After modern strains fail to thrive amid drought, a growing number of African farmers are looking to the resilient seeds of the continent's past
People, not production lines. Farms, not factories. Agriculture, not agri-business. From ice covered northern Sweden to the depths of the Amazon rainforest, the following stories tell of the men, women and families who supply 70 per cent of the world’s food. They challenge the myth that we need industrial agriculture to feed an increasing population. Could small-scale farming offer solutions to the planetary crises we face – from climate disruption to species mass extinction?
Reproduced from We Feed the World, an exhibition by the Gaia Foundation.
When Benedict Muzenda and his neighbours were children, they finished their school exams in October so that they could come home to spend the summers weeding the fields, ready for harvest in January.
Now the rains still haven’t come by the time school’s over, the fields are bare and the harvest is getting later and later. The annual drought in this part of southern Zimbabwe means farmers are looking for new ways to produce food, seeking solutions in the tried-and-tested methods of the past.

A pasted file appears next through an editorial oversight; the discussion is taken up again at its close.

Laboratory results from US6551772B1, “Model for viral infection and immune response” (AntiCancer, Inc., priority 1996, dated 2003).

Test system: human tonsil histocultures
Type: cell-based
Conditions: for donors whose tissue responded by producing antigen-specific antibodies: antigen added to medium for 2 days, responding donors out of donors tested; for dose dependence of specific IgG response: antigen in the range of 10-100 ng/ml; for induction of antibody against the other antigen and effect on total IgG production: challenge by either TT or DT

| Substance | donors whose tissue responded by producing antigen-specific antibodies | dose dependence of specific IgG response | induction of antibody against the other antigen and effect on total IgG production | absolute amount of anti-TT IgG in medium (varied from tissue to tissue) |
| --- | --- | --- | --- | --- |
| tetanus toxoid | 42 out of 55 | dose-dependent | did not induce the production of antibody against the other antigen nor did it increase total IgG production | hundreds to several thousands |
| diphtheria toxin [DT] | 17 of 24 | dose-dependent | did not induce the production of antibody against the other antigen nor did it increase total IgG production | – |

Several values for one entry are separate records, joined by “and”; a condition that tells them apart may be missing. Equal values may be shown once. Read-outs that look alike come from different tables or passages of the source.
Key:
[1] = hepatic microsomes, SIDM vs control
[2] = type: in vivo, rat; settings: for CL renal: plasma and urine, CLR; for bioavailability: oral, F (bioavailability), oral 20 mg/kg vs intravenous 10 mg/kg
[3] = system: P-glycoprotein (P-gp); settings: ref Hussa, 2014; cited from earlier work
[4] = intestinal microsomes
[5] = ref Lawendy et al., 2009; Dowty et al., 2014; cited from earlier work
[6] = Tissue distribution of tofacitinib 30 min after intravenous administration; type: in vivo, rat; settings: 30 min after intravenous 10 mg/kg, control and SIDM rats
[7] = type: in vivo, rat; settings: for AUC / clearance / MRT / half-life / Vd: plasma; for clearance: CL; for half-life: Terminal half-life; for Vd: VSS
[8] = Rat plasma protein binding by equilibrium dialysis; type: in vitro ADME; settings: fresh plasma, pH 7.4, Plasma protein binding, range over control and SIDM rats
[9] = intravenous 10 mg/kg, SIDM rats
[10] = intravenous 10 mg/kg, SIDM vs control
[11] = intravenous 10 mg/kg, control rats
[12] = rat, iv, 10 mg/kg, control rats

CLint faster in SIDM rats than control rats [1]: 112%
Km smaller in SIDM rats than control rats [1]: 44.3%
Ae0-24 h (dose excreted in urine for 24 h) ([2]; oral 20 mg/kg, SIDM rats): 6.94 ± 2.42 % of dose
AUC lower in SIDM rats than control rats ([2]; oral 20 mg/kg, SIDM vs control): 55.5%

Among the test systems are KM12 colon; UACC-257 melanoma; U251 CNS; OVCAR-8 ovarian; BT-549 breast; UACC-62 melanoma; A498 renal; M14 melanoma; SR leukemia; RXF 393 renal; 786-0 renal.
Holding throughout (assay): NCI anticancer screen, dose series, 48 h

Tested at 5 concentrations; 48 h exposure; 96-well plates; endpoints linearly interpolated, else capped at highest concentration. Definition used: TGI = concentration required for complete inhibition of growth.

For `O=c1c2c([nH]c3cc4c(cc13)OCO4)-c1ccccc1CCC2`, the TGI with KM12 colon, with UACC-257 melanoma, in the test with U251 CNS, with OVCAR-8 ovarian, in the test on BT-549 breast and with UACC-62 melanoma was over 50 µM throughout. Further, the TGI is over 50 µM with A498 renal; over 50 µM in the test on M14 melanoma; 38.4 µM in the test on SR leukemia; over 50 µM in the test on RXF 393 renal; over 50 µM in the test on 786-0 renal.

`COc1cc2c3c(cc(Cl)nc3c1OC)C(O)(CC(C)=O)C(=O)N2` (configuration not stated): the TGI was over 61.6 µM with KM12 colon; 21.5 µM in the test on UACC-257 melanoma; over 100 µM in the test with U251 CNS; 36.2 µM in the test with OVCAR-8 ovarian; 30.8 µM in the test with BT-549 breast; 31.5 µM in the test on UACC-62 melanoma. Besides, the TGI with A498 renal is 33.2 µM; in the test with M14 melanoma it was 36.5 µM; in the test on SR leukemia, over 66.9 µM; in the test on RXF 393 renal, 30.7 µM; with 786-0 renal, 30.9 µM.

Those at the Muonde Trust in the Mazvihwa region are part of a growing movement of African farmers who are reviving their indigenous seeds. These offer far greater resilience in the face of climate change. Crops like sorghum and bulrush millet that populated these valleys long before maize was introduced are better suited to withstand long periods without water. They are also adapted to local soil conditions in Zimbabwe’s dry valleys.
As local elders explain, these are the grains blessed by the ‘spirits of the land’ and able to feed the local community far better than the hybrid industrial seeds that have dominated the African landscape for the last 40 years.
In photos: reviving indigenous seeds in Zimbabwe
Photography by Pieter Hugo